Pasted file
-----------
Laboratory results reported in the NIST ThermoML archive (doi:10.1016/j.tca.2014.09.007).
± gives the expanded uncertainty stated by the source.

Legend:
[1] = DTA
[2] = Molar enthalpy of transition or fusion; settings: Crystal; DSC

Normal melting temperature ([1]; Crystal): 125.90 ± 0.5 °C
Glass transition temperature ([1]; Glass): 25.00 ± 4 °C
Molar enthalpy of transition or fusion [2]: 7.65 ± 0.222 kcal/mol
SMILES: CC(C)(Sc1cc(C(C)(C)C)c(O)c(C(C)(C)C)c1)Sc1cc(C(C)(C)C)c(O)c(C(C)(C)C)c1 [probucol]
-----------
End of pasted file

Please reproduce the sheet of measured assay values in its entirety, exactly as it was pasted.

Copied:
Laboratory results reported in the NIST ThermoML archive (doi:10.1016/j.tca.2014.09.007).
± gives the expanded uncertainty stated by the source.

Legend:
[1] = DTA
[2] = Molar enthalpy of transition or fusion; settings: Crystal; DSC

Normal melting temperature ([1]; Crystal): 125.90 ± 0.5 °C
Glass transition temperature ([1]; Glass): 25.00 ± 4 °C
Molar enthalpy of transition or fusion [2]: 7.65 ± 0.222 kcal/mol
SMILES: CC(C)(Sc1cc(C(C)(C)C)c(O)c(C(C)(C)C)c1)Sc1cc(C(C)(C)C)c(O)c(C(C)(C)C)c1 [probucol]